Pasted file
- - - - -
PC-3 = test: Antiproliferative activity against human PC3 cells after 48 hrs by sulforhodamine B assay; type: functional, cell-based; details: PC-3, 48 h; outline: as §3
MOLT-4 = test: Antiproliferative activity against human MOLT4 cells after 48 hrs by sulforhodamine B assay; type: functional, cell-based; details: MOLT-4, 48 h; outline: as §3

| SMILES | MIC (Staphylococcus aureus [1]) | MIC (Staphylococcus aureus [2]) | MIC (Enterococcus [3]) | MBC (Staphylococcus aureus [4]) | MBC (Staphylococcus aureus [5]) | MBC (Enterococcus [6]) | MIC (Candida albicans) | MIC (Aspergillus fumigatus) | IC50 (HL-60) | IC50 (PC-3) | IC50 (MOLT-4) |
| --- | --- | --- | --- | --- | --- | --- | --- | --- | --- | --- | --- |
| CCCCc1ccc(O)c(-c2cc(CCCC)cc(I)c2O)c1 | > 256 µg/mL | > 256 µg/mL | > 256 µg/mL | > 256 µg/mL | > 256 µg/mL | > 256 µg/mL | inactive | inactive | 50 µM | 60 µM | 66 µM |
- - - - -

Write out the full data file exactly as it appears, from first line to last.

PC-3 = test: Antiproliferative activity against human PC3 cells after 48 hrs by sulforhodamine B assay; type: functional, cell-based; details: PC-3, 48 h; outline: as §3
MOLT-4 = test: Antiproliferative activity against human MOLT4 cells after 48 hrs by sulforhodamine B assay; type: functional, cell-based; details: MOLT-4, 48 h; outline: as §3

| SMILES | MIC (Staphylococcus aureus [1]) | MIC (Staphylococcus aureus [2]) | MIC (Enterococcus [3]) | MBC (Staphylococcus aureus [4]) | MBC (Staphylococcus aureus [5]) | MBC (Enterococcus [6]) | MIC (Candida albicans) | MIC (Aspergillus fumigatus) | IC50 (HL-60) | IC50 (PC-3) | IC50 (MOLT-4) |
| --- | --- | --- | --- | --- | --- | --- | --- | --- | --- | --- | --- |
| CCCCc1ccc(O)c(-c2cc(CCCC)cc(I)c2O)c1 | > 256 µg/mL | > 256 µg/mL | > 256 µg/mL | > 256 µg/mL | > 256 µg/mL | > 256 µg/mL | inactive | inactive | 50 µM | 60 µM | 66 µM |